That said, I wouldn’t suggest you take on every project yourself. Unless you have extensive experience with electricity or plumbing, I would leave the running wire and laying pipe to the professionals. The last thing you want is to burn down your house or cause a flood because you didn’t set up your utilities correctly.
Compromise a little on fittings and materials
If you’re on a fixed budget, you don’t have to buy the very best fittings and materials straight away. Starting with quality mid-range floor coverings and kitchen appliances is sometimes a smart idea – particularly if it saves you from having to borrow more money. Talk to your builder before sign-off to ascertain where sensible savings can be made concerning fittings and materials.
Source Materials When Possible
Talk to your contractor about sourcing your own materials. In some cases, the contractor and subcontractors can get better prices on bulk items, such as lumber and paint. However, in other cases, it makes sense to do your own digging and buy less expensive – but still high-quality – items on your own. For instance, our contractor was going to buy a water heater for $850, but we were able to find a comparable model for just $350. We bought it separately and had our contractor install it.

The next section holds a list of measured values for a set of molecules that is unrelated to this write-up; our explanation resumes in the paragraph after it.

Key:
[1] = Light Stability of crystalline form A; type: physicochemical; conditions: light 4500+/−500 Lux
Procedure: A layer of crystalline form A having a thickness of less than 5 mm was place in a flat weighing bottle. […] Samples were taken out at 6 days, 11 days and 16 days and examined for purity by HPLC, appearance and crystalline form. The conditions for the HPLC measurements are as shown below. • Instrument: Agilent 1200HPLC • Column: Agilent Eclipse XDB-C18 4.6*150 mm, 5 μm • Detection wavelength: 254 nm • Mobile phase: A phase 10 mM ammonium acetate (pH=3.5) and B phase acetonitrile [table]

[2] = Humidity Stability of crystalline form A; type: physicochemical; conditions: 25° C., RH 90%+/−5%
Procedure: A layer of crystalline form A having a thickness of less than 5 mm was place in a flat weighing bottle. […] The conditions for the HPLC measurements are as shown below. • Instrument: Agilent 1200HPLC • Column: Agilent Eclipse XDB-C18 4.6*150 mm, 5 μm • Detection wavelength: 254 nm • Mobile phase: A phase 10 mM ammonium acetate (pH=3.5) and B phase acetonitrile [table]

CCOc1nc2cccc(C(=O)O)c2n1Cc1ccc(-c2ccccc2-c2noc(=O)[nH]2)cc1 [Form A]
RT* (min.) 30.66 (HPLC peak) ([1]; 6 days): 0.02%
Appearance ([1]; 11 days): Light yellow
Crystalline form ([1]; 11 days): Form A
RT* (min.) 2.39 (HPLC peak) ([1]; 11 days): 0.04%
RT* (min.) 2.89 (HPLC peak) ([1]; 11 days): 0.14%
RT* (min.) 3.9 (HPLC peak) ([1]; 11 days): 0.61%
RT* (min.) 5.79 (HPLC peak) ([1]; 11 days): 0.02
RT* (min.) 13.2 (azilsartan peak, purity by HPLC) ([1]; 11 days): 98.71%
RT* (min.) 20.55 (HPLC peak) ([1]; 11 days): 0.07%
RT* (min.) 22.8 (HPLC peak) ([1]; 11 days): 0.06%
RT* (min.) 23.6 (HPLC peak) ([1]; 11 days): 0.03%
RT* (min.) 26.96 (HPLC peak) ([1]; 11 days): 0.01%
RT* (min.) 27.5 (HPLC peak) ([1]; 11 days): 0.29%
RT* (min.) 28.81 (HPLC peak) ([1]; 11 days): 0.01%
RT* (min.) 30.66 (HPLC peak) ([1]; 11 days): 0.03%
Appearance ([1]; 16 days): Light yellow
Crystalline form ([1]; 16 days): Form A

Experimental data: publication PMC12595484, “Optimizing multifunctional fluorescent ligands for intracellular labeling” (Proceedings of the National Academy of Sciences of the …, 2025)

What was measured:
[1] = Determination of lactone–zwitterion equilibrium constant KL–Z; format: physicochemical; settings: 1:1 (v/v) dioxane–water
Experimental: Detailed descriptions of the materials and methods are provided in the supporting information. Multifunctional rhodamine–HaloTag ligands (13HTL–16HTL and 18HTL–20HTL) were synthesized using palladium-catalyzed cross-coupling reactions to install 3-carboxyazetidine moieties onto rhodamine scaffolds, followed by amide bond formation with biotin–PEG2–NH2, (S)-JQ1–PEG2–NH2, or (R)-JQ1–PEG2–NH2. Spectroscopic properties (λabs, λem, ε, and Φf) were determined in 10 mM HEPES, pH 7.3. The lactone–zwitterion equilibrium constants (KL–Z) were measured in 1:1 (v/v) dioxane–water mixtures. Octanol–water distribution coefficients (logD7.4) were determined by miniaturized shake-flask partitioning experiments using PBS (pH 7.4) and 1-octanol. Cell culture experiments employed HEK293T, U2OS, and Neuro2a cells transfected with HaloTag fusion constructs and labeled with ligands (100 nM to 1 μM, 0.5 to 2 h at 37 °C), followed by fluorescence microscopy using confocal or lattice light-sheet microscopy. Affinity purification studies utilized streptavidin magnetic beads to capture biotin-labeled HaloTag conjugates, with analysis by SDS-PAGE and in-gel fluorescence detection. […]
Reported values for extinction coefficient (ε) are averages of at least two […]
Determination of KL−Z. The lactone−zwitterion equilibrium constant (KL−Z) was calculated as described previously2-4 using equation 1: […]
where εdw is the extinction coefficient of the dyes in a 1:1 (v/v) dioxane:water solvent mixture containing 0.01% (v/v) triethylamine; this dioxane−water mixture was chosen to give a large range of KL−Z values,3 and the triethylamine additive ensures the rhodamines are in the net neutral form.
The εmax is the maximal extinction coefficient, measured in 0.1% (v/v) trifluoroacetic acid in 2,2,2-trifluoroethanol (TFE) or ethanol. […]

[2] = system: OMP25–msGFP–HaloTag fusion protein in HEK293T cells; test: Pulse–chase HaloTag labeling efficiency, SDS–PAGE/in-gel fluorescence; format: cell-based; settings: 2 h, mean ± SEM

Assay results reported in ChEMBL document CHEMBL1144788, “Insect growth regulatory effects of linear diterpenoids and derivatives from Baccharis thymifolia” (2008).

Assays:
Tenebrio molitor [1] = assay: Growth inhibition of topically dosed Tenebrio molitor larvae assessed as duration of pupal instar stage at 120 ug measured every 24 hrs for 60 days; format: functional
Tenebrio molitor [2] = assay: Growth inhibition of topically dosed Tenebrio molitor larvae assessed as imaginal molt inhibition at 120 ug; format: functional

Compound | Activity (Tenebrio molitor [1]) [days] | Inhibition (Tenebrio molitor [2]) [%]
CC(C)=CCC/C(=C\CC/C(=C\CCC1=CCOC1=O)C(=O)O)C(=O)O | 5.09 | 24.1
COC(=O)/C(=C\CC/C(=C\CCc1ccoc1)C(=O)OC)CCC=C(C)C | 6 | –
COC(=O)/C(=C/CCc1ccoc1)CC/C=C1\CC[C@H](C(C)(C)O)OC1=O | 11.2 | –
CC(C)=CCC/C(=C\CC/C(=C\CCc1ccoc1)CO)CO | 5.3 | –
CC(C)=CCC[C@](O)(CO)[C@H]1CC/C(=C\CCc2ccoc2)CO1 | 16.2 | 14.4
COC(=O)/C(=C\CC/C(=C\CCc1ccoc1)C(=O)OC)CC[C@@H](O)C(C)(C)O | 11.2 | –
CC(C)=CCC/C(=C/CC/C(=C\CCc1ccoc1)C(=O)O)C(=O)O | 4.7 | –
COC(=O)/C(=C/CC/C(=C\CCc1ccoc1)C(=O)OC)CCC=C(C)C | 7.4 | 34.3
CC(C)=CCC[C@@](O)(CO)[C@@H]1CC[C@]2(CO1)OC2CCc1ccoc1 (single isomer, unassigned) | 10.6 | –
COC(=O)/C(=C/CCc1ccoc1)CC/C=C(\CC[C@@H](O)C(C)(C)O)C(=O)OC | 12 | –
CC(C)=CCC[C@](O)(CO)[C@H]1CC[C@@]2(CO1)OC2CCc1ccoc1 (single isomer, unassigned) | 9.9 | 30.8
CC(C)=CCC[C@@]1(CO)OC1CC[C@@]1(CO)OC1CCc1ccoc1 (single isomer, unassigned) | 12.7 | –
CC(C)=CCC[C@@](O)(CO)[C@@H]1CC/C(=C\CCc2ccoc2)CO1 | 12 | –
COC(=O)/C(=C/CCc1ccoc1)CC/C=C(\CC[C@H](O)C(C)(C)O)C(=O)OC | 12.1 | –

Generally speaking, I’d suggest you source new materials rather than pre-owned, but that depends on what you’re looking at. For instance, go ahead and buy a new water heater or air conditioner from a retailer such as Amazon or Home Depot, but consider shopping on Craigslist (or even eBay) for second-hand flooring, cabinetry, or light fixtures.
If you have a Habitat for Humanity ReStore in your area, call and ask when it receives its donations. These stores often stock new, high-quality items such as light fixtures, toilets, windows, and doors. Furthermore, they also receive donations of second-hand items. It’s a little hit-or-miss (much like a Goodwill), but you may be able to snag truly great pieces, such as stainless steel appliances or granite countertops, at a major discount.
Quality of materials
For most building materials, you really do get what you pay for.